As to fielding complaints in Pakistan that Rawalpindi had completely capitulated to the USA -- well, there is the Pundita way of handling things. I would gather the heads of all Pakistan's major news media in a room and say that I was leaving it to them to decide which of two announcements I would make: I am inviting the U.S. military into Pakistan to help us rout the vipers in our midst OR I am inviting the U.S. military and the Indian military into Pakistan to help us rout the vipers in our midst.
That would be my polite way of explaining to the media that they needed to do their utmost to sell my decision to publicly invite U.S. troops into Pakistan.
And then there's the manly way of handling things: Grit one's teeth and mutter that one might as well be hanged for a sin committed than be tortured to death for a sin omitted.
I'm sure Rawalpindi could come up with other ways of breaking the bad news but no matter what the plan Pakistan's leaders would be wise to take the deal Kerry offered.
Photograph: Arshad Arbab/European Pressphoto Agency
1) From the transcript for CNN's AC360, May 16:
[...] I want to bring in two more voices now. Jill Dougherty at the State Department and professor Fouad Ajami of the Johns Hopkins School of Advanced International Studies as well as the Hoover Institution.2) Two reports on Pakistan's attempts to use China as a wedge against the United States in Afghanistan:
Jill, the White House, the State Department both publicly blaming the Syrian government for clashes between Israeli soldiers and unarmed protesters on the border yesterday, Palestinians who were living in Syria. Do they have the evidence to prove that?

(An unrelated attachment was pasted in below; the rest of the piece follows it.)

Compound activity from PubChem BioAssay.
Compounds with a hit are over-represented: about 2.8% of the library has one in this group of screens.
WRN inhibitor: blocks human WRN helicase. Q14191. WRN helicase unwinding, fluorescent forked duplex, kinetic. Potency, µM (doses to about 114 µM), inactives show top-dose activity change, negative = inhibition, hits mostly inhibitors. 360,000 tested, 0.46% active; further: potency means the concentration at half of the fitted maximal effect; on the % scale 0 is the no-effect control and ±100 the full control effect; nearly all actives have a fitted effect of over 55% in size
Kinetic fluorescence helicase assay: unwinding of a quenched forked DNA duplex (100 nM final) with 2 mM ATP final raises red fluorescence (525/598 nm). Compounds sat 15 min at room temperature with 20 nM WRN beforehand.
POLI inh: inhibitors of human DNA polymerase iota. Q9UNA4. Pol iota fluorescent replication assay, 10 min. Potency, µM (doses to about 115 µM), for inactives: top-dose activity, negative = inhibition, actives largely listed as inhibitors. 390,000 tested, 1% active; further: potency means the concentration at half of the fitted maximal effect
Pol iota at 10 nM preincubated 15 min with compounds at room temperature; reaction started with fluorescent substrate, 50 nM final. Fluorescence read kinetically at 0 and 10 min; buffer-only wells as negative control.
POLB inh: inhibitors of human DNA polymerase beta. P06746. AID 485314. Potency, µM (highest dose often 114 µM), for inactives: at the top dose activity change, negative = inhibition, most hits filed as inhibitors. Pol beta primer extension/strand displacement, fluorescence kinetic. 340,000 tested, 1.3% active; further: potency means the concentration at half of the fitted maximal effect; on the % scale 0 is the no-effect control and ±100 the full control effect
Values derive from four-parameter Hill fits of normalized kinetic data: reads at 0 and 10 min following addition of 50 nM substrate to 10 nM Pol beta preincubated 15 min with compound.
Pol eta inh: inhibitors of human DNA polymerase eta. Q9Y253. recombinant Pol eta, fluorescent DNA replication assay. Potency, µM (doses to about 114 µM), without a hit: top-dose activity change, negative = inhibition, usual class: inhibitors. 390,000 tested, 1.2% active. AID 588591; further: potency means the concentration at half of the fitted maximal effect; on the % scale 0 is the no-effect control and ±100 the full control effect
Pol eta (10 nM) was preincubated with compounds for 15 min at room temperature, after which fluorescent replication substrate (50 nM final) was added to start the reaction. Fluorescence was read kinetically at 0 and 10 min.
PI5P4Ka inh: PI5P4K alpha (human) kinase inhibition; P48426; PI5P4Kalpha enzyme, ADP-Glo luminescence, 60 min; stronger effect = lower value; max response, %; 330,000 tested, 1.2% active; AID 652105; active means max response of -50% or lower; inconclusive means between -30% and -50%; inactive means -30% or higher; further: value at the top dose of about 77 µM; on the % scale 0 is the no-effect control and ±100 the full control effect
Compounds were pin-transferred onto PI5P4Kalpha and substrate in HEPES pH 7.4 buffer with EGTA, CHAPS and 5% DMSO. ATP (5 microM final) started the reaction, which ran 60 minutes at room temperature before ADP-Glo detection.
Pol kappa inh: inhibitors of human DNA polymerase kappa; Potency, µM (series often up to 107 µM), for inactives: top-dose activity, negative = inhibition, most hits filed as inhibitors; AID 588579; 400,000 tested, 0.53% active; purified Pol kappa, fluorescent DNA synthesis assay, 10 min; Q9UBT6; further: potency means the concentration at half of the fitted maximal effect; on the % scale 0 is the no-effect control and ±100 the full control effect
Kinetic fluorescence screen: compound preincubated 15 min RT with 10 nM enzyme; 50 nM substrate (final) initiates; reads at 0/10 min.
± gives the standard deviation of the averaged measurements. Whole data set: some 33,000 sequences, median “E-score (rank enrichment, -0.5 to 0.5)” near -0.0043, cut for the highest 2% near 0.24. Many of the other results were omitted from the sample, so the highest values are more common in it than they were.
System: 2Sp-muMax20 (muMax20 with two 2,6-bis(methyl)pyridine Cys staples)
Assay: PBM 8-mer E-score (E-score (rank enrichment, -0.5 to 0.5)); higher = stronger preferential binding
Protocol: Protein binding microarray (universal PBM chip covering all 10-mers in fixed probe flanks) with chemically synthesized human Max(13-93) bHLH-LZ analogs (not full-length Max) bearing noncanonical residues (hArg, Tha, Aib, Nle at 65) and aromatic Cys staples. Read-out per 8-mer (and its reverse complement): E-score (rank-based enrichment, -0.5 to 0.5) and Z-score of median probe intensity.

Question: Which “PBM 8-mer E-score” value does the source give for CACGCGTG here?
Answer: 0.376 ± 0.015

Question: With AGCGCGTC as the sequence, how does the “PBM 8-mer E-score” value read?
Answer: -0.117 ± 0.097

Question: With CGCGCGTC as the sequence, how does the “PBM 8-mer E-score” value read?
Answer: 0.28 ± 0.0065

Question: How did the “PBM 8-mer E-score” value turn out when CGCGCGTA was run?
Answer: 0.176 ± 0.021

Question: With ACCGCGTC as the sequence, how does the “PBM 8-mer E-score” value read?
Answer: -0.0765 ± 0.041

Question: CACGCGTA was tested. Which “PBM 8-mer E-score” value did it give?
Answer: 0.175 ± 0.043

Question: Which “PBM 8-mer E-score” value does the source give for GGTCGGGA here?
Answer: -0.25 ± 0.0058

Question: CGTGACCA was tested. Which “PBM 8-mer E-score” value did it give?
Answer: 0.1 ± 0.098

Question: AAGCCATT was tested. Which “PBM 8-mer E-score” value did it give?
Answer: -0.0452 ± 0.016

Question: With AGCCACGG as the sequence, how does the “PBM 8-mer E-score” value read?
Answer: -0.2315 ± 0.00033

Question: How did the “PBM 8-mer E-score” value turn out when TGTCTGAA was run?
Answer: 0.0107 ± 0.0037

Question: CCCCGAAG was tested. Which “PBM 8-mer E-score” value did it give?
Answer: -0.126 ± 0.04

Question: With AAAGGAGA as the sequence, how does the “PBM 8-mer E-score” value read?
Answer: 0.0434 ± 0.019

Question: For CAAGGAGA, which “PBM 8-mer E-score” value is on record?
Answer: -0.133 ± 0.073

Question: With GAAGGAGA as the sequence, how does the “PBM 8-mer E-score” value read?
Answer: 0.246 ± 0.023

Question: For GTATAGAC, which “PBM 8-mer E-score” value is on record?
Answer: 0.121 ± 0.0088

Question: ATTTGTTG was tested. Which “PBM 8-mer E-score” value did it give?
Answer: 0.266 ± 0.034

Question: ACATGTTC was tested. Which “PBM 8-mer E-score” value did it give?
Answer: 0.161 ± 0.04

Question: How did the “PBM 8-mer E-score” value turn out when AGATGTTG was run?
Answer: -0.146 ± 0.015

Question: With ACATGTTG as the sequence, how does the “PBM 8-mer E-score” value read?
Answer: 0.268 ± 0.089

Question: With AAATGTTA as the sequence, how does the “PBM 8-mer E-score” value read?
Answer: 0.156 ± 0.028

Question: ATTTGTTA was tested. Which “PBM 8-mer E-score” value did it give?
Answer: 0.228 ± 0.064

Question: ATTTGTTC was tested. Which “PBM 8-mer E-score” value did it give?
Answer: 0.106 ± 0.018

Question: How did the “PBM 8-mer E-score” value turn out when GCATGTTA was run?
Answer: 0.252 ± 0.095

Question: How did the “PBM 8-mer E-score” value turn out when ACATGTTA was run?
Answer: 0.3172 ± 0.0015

JILL DOUGHERTY, CNN FOREIGN AFFAIRS CORRESPONDENT: You know, what they would say is look at the border and what's happening, or what did happen, because that border along the Golan Heights is actually very quiet. It was famous for being quiet, actually, going way back to 1974.
Then all of a sudden, one day, people are allowed to come up to it as they had never been able to before, and so the State Department is saying that is an indication of what's going on, which is, they would argue, Syria is trying to destabilize the situation and do a couple of things. You know, send a message perhaps that they can create some real mischief if they are attacked and under pressure by the international community and the United States.
COOPER: Fouad, no one seems to be raising any doubts about the Palestinians who were the ones who went up to the border and the reality of their beliefs, but you have no doubt that this was a -- basically a well-orchestrated warning from the Assad regime, allowing these Palestinians to get to the border.
FOUAD AJAMI, PROFESSOR JOHNS HOPKINS SCHOOL OF ADVANCED INTERNATIONAL STUDIES: I have no shred of any doubt about this. If you take a look, Anderson, at this border between Syria and Israel, this is the most quiet border in the Middle East. The terms of disengagement were negotiated many, many years ago by none other than Secretary of State Henry Kissinger in 1974, as Jill already said.
So if you go back and look at this border, this border is as quiet as a tomb. And the Syrians would never allow the Palestinians to come close to the Golan Heights and to come close to the border with Israel. This is completely a transparent ploy by the Syrian regime. They are killing their own people. They're at war with their own people. And I think this is just a very, very transparent action.
Wall Street Journal, April 29, 2011: Karzai Told to Dump U.S.
Pakistan Urges Afghanistan to Ally With Islamabad, Beijing.
Christian Science Monitor, May 18, 2011 What Pakistan Prime Minister Gilani wants from China
The Pakistan premier may be trying to forge a loose alliance between China, Pakistan, and Afghanistan to undermine US influence in the region.